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Criminal Procedure
Temple University School of Law
Sonenshein, David A.

Criminal Procedure Outline
a. Approach – Read the problem and come up with an appropriate approach
i. Example:
1. Search and seizure -problem
a. Analyze and decide which facts are relevant
b. Flow charts-
c. Analysis-
I. Introduction
a. Pre-Trial Process [THIS IS OUR FOCUS]- Focusing on a number of early moments in the process-this has a dramatic impact of what comes later


a. The number of criminal jury trials in the US is around 1%
b. We have a very strange system that are resolved before there is a trial
c. The cases we’ll look at will balance civil liberties with law
d. Every system case causes you to say what impact does this have on the person’s civil liberties-and you it comes down to what is more important between the two
i. Crime-Cases begin when an alleged crime is committed

The case usually starts with the a crime being committed -usually not in front of the police

ii. Police Enforcement- Police have discretion to pursue a charge against the alleged criminal

Police have to decide if they should believe the witnesses and investigate the alleged crime
If the police observes the crime-and doesn’t pursue it-can do so

If police exercises their discretion to pursue it

There has to be some rationale and some review of that by a judge
There must be Probable Cause

Whether the arrest was good or not
Whether the search was appropriate
Whether the seizure was proper

Exclusionary Rule- The remedy for search a seizure is -exclusionary rule-if a police officer violates your rights-the evidence may get excluded from trial.

2. Justice Cardozo however -said why should criminal go free because the constable has blundered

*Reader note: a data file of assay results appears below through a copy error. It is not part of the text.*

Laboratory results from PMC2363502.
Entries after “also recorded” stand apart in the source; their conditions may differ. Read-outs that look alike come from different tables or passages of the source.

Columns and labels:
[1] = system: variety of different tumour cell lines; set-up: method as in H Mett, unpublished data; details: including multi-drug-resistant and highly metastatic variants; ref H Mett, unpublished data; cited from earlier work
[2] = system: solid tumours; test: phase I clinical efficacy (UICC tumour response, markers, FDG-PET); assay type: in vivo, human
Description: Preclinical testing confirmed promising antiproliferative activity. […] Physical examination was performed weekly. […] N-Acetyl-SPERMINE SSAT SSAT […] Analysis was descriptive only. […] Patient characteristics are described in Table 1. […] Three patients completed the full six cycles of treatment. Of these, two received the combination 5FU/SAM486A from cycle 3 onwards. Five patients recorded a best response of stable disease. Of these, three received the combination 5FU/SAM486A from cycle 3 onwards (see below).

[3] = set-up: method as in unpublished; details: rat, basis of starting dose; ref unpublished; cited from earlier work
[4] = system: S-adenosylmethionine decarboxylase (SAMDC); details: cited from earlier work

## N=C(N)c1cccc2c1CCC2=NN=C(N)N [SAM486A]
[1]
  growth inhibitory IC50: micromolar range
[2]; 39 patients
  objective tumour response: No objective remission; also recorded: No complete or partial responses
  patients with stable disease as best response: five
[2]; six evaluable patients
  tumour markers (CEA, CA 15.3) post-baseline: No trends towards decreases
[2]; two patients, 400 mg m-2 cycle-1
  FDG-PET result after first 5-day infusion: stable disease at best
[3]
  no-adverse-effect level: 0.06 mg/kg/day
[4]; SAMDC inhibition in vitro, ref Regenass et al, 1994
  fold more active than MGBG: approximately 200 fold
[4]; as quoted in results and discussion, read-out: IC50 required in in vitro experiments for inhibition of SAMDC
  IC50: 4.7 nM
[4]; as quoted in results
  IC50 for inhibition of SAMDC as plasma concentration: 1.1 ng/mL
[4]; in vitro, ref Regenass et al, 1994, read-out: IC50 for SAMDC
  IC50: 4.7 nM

iv. If police does an illegal interrogation
1. It usually gets suppressed
b. Prosecution and Trial
i. Post Arrest Formalities-
1. Bail is designed to make sure a person shows up to court-not set so high so that to intentionally keep the person in jail
ii. Trial- Prosecutor has Broad Discretion [Lots of Power] 1. Once the police gathers evidence and brings it to the prosecutor he/she has absolute discretion in deciding whether to prosecute a alleged criminal in the court of law
a. e.g. if there is a lot of good evidence of a crime the prosecutor can decline to prosecute
2. The only remedy to deal with a shady prosecutor is to vote the prosecutor out of office-
iii. Jury Selection
1. Some say most critical stage-to determine innocence or guilt or what the person is found guilty of
iv. Sentencing
1. There is a separate trial on sentencing after verdict
v. Our focus is on Pre-trial
1. Focusing on a number of early moments in the process-this has a dramatic impact of what comes later
2. Prevailing opposing views in criminal trials

Crime Control Model –(Conservative view)

1. Conveyor belt-repressing crime as the top value of the particular system-it is the most important function failure to do so leads to breakdown of civilization and system
2. The way to achieve that-most efficient way of processing suspects

What does that mean-want to cut down on the possibilities of appeals-does not lead to short and efficient justice -because feed and finality- very little tolerance for procedural obstacles from getting to arrest to incarceration/ conviction

3. Will tolerate things that may not always be necessarily always tolerated-e.g. slight violation of rights
ii. Due Process Model (Liberal)
1. Focus on strong quality control-want guilty people convicted but not at the expense of possibly convicting innocent people
2. Don’t like violating constitution in getting from arrest to incarceration – they don’t think it should not be done at all costs
3. Apply what the framers of the constitution said is the way to process alleged criminals

Better one guilty person go free than one innocent person get convicted

4. Most people there should be some limits
5. Most people also believe in the adversarial system
6. Most people believe that there should be some modicum of civil process
7. Everyone should have their day in court

Incorporation Doctrine (Application of Bill of Rights)

Prior to 1868-before enacting the amendments (applied to states)-bill of rights only applied to federal cases –